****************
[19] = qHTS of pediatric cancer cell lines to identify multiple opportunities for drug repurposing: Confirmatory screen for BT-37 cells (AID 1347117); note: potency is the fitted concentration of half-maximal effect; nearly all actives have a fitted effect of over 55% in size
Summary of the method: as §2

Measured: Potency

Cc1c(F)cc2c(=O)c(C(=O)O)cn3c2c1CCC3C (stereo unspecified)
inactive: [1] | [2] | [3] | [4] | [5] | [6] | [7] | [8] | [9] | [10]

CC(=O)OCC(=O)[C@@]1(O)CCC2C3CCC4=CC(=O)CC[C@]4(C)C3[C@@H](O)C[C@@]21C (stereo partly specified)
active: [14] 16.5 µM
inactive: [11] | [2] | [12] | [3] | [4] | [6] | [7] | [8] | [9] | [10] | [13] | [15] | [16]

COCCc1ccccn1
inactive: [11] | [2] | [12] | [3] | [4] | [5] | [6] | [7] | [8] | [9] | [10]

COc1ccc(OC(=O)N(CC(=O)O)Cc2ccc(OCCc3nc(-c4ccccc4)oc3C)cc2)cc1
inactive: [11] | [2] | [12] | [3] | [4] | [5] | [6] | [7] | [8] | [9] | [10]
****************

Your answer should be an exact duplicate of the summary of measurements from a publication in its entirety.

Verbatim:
[19] = qHTS of pediatric cancer cell lines to identify multiple opportunities for drug repurposing: Confirmatory screen for BT-37 cells (AID 1347117); note: potency is the fitted concentration of half-maximal effect; nearly all actives have a fitted effect of over 55% in size
Summary of the method: as §2

Measured: Potency

Cc1c(F)cc2c(=O)c(C(=O)O)cn3c2c1CCC3C (stereo unspecified)
inactive: [1] | [2] | [3] | [4] | [5] | [6] | [7] | [8] | [9] | [10]

CC(=O)OCC(=O)[C@@]1(O)CCC2C3CCC4=CC(=O)CC[C@]4(C)C3[C@@H](O)C[C@@]21C (stereo partly specified)
active: [14] 16.5 µM
inactive: [11] | [2] | [12] | [3] | [4] | [6] | [7] | [8] | [9] | [10] | [13] | [15] | [16]

COCCc1ccccn1
inactive: [11] | [2] | [12] | [3] | [4] | [5] | [6] | [7] | [8] | [9] | [10]

COc1ccc(OC(=O)N(CC(=O)O)Cc2ccc(OCCc3nc(-c4ccccc4)oc3C)cc2)cc1
inactive: [11] | [2] | [12] | [3] | [4] | [5] | [6] | [7] | [8] | [9] | [10]